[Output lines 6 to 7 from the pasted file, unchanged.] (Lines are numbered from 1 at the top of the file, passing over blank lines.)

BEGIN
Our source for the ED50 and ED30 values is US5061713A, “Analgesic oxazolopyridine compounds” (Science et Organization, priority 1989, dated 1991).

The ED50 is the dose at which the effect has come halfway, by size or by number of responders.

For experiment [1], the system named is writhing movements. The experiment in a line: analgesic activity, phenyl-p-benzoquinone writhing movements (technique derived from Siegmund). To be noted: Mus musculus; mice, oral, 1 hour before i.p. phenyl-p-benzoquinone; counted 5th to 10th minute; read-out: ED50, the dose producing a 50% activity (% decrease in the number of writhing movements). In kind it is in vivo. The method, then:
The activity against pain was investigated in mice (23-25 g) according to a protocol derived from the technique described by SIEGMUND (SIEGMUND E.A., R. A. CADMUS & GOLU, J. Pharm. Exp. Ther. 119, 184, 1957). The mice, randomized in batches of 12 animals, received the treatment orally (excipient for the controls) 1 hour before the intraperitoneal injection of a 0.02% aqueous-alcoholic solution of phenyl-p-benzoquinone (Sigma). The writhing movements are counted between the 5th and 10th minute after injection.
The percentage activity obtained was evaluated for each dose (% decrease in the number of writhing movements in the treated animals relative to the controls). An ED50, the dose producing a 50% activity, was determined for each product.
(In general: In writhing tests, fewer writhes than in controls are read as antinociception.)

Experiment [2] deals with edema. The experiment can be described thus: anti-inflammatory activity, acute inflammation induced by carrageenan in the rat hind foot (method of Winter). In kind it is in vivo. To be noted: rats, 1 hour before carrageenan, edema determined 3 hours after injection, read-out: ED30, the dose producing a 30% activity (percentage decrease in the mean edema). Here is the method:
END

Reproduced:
(In general: In writhing tests, fewer writhes than in controls are read as antinociception.)

Experiment [2] deals with edema. The experiment can be described thus: anti-inflammatory activity, acute inflammation induced by carrageenan in the rat hind foot (method of Winter). In kind it is in vivo. To be noted: rats, 1 hour before carrageenan, edema determined 3 hours after injection, read-out: ED30, the dose producing a 30% activity (percentage decrease in the mean edema). Here is the method: